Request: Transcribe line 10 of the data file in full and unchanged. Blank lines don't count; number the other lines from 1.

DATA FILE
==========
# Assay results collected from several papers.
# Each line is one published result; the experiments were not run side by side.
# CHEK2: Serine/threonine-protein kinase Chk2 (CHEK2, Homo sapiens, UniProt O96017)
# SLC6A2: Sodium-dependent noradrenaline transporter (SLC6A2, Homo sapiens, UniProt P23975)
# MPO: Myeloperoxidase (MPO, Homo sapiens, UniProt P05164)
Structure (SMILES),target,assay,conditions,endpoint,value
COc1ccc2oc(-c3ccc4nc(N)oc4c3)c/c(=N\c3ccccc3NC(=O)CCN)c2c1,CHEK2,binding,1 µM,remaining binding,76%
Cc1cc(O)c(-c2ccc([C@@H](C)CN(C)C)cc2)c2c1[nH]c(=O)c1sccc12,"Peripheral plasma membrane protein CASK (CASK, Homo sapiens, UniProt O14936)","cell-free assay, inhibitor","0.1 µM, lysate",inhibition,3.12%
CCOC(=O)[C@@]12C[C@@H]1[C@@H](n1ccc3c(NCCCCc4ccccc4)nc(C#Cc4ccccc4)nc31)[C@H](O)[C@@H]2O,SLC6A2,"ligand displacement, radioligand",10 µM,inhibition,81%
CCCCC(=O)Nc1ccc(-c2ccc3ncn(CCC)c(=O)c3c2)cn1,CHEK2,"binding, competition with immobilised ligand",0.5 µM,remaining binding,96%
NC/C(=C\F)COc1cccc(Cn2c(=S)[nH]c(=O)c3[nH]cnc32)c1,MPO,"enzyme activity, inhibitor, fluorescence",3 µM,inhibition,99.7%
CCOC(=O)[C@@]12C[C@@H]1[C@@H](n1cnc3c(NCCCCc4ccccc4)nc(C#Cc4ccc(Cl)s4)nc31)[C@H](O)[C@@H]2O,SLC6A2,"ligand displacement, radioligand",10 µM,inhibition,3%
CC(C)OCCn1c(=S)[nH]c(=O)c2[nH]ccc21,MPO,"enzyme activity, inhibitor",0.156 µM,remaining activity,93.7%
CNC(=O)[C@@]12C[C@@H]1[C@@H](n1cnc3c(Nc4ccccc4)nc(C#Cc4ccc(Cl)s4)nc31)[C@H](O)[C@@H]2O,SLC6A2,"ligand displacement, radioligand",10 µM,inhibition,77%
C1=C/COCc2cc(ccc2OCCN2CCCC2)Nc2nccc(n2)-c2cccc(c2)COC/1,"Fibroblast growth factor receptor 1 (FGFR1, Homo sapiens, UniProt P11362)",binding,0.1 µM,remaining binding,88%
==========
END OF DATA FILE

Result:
CCCCC(=O)Nc1ccc(-c2ccc3ncn(CCC)c(=O)c3c2)cn1,CHEK2,"binding, competition with immobilised ligand",0.5 µM,remaining binding,96%